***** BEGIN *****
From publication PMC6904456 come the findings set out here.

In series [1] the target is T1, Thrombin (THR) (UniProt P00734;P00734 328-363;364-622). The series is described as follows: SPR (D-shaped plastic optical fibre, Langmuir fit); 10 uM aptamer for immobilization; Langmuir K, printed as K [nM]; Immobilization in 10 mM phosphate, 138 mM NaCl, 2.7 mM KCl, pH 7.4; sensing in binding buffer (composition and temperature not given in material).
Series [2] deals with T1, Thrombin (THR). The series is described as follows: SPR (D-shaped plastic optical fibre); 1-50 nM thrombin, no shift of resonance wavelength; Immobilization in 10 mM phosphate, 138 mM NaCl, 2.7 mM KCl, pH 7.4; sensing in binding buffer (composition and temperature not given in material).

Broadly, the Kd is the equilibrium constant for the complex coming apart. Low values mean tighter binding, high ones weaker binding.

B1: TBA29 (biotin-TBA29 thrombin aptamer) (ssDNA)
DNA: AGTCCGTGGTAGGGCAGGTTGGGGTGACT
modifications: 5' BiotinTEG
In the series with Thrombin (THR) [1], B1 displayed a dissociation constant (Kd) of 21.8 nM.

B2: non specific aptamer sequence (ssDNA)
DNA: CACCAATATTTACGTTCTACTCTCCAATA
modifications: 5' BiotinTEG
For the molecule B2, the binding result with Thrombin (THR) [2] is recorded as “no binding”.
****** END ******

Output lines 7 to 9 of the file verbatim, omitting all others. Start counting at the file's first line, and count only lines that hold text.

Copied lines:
modifications: 5' BiotinTEG
In the series with Thrombin (THR) [1], B1 displayed a dissociation constant (Kd) of 21.8 nM.

B2: non specific aptamer sequence (ssDNA)